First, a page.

£75,000 - £80,000 per annum
City of London, London
£80,000 - £100,000
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Lead Python Dev - FS experience preferred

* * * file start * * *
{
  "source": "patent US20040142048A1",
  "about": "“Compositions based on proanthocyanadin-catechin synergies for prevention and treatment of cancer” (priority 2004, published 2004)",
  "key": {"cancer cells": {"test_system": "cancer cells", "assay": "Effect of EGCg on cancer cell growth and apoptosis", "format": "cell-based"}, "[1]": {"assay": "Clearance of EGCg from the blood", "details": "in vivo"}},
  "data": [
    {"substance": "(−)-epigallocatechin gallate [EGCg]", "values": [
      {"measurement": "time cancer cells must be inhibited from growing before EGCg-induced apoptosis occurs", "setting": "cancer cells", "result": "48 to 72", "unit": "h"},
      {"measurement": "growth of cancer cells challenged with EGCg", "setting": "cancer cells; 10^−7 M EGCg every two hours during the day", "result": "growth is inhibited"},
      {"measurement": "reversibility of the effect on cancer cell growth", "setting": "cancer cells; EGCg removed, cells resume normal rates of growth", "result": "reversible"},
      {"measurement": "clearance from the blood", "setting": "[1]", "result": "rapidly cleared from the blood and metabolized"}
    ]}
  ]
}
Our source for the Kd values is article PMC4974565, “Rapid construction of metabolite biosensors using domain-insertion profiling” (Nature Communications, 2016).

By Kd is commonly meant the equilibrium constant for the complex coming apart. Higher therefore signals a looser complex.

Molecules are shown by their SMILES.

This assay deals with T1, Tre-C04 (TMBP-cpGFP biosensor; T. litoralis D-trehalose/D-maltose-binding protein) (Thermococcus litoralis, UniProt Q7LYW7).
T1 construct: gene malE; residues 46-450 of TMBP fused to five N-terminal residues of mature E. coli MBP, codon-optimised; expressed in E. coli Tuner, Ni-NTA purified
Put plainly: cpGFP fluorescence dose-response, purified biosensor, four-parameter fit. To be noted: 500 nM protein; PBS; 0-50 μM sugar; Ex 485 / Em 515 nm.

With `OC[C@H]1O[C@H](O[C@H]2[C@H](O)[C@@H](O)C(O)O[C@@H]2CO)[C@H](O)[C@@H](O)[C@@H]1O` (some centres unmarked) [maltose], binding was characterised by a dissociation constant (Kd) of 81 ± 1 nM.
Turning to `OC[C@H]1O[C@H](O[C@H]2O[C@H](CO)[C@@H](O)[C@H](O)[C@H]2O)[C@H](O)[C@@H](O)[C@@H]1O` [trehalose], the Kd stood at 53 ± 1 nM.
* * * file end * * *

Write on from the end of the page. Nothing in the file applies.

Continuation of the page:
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An overwhelming 76% of people believe robots or AI devices could replace them at work, or at least do 50% of their job. While this is not entirely unreasonable to think, it suggests that our workforce may be experiencing tunnel vision - focusing on the negative impacts that AI and robotics will have rather than seeing the potential it will unlock for them. In truth, technology will claim a lot of tasks and this will affect employees in all sectors, some more than others. Thankfully, within the technology sector, AI will allow professionals to become more creative, upskill and reduce the monotony of their job. To do so, technology professionals must exhibit adaptability and consider how they can collaborate with robotics and AI.Robotics and AI are a threat to some, but not allMcKinsey predicts that 49% of tasks completed by the global workforce have the potential to be automated. One of the reports key takeaways is that robotics and AI are expected to automate 49% of activities, but not the entire job - currently very few jobs could be entirely transferred to robots. The first technology jobs we’d expect to become automated are ticket routing and data entry, but that still leaves data protection, IT analysis, cloud services and many more roles safe from being automated any time soon. The report lists ‘accommodation and food services’ tasks as most likely to become automated with a likelihood of 73%, ‘finance and insurance’ tasks gain a score of 43% while ‘information’ ranks far lower at a likelihood of just 36%. Assuming this assessment to be correct, only a third of information-based activities will fall into the hands of robots. The tasks less likely to be reassigned to robots are those requiring interaction with stakeholders, the use of judgment to make decisions, delegation and creativity. The broad spectrum of these activities reassures us that most jobs will remain in human hands, but the question remains - how will robotics and AI impact the workload of technology jobs? Time will tellThe pace of technological development is exponential: in just five years the cost of a lab-grown meat-free burger dropped from £215,000 to £8. However, when it comes to AI and automation it will be decades before we begin to see the full potential. PwC quantifies this view, reporting that only 3% of jobs risk becoming automated in the early years of this decade, but that jumps to 30% by the mid-2030s. Currently, technology can outperform humans regarding information retrieval, large-scale motor skills and optimisation but we’re only just understanding the emerging applications of AI as it becomes more sophisticated. According to McKinsey, one factor that will delay the adoption of AI in the workplace is the “cost of developing and deploying”. While there is a relatively high possibility of restaurant jobs becoming automated, the decision will depend on the costs associated, considering cooks in the UK earn an hourly wage of £7.83 on average. Therefore, it may not be cost-effective for some time to replace kitchen staff with robotics or AI, at least until the price of this technology drops below the cost of labour. Now consider the technology sector where general IT staff earn £21.81 hourly and this rate rises significantly for managerial roles and architects. It becomes more appealing to replace employees in roles where there is a higher labour cost associated, but don’t forget that information tasks are less likely to become automated. So, though the threat of robotics and AI to technology jobs may appear real, there is still ample time for professionals to adjust to the changes. How robotics and AI will reshape jobs within technologyA recent Deloitte report found that 82% of large UK companies are adopting AI yet just 15% are ‘seasoned’ implementors. The rapid pace at which technology is developing is creating an AI skills gap. Evidently, this is not a threat but an opportunity for IT professionals. Though, as AI becomes more sophisticated, its role will transition from simple automation to software development. Companies such as Data Robot and H2O.ai have matured their AI tools so they can write code - a task that just years ago we thought was far too complex for a machine to perform, but the introduction of bottom-up AI helped it become a reality. While top-down AI aims to pre-programme a machine with every layer of human cognition, bottom-up trains technology to build complex understanding from a foundation of simple methods. The good news is that using this approach, AI software - such as TabNine - can now suggest possible endings for code and thereby boost a developer’s productivity. This just one example of how AI can be used to reduce monotony and free up time for technology professionals. What can a robot do that you can do better?Robotics and machine have their limits, though they are closing the gap when it comes to particular skills, and in some instances, they are outperforming us on tasks where we naively thought we’d always have the upper hand. Technology professionals must demonstrate to stakeholders and upper management their ability to navigate and direct within the dynamic technology landscape. To do so they must identify which aspects of their role are easily automatable, then innovate the process. In the face of automation, technology professionals have the chance to take actions that will influence the future of their company and become more valuable employees than ever. Working with robots and not againstCollaboration is key here. Those who learn how AI can transform their work and use it to their advantage will earn the most valuable technology jobs. It is an opportunity for programmers, software developers and project managers to upskill and reduce the monotony of their work. In light of the changes that are taking place, technology professionals must become technology advisors, learn to speak the language of robots and, most importantly, nurture workplace relationships. Discover where you can take your career with Marks SattinAt Marks Sattin, we have been working with specialist IT talent for over 30 years. Our established team of IT recruiters have a well-earned reputation of being proactive and meticulous in their approach to sourcing top talent. For more information on how we match candidates with the right client, contact us. Browse our latest technology jobs or view vacancies in our other specialisms, including financial services and commerce & industry.